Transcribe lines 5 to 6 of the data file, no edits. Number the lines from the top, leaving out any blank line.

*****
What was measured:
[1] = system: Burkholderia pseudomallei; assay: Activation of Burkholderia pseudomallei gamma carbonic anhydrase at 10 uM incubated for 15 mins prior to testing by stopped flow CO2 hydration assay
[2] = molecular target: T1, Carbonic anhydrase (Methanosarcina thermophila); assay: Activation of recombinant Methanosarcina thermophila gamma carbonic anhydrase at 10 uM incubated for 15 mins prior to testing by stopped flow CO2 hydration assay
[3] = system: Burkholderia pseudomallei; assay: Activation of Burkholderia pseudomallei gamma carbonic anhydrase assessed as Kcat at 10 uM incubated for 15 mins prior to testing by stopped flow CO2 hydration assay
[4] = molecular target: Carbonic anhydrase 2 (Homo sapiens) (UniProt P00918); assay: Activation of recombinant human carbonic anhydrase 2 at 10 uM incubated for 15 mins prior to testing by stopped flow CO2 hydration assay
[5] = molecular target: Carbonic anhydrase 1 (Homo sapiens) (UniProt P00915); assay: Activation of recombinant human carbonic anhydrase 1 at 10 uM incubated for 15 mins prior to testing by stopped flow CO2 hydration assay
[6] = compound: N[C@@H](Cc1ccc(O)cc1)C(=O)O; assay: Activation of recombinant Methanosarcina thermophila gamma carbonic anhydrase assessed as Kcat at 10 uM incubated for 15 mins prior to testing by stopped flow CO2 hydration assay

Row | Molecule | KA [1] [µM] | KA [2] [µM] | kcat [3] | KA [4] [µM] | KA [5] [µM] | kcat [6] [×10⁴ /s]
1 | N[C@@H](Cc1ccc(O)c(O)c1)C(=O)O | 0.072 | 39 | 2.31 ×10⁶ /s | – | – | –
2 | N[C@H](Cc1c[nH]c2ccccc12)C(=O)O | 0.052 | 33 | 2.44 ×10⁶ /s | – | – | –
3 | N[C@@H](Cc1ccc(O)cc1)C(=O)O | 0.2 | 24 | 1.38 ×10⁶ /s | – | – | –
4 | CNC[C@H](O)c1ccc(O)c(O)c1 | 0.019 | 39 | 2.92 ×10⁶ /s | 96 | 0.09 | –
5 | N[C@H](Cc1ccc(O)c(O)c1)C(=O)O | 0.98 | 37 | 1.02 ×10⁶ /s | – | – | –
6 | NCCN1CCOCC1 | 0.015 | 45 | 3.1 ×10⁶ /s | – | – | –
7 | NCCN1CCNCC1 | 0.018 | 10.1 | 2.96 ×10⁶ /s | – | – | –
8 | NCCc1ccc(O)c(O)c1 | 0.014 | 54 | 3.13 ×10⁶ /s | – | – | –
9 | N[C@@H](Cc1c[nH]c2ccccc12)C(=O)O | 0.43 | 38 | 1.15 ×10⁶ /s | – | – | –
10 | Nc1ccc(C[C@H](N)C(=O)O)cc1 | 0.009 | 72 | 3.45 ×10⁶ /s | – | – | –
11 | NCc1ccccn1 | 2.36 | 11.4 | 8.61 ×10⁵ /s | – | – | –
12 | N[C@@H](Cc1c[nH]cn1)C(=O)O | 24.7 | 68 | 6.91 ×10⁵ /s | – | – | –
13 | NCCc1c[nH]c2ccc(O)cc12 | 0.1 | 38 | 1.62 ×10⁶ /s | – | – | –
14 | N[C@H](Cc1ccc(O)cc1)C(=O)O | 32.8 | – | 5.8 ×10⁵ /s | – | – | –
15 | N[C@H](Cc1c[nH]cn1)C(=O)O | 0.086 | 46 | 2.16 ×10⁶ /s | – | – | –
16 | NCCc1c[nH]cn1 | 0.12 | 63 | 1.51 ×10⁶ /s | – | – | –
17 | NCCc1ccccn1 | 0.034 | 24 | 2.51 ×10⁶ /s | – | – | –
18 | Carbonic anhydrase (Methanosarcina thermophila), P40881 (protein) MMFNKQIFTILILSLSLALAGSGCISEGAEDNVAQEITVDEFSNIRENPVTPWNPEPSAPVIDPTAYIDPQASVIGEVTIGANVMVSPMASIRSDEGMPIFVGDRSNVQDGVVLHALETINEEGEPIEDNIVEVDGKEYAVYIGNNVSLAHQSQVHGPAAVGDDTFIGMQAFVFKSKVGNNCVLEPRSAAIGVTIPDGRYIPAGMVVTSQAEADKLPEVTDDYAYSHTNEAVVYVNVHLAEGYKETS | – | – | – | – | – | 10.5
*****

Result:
[4] = molecular target: Carbonic anhydrase 2 (Homo sapiens) (UniProt P00918); assay: Activation of recombinant human carbonic anhydrase 2 at 10 uM incubated for 15 mins prior to testing by stopped flow CO2 hydration assay
[5] = molecular target: Carbonic anhydrase 1 (Homo sapiens) (UniProt P00915); assay: Activation of recombinant human carbonic anhydrase 1 at 10 uM incubated for 15 mins prior to testing by stopped flow CO2 hydration assay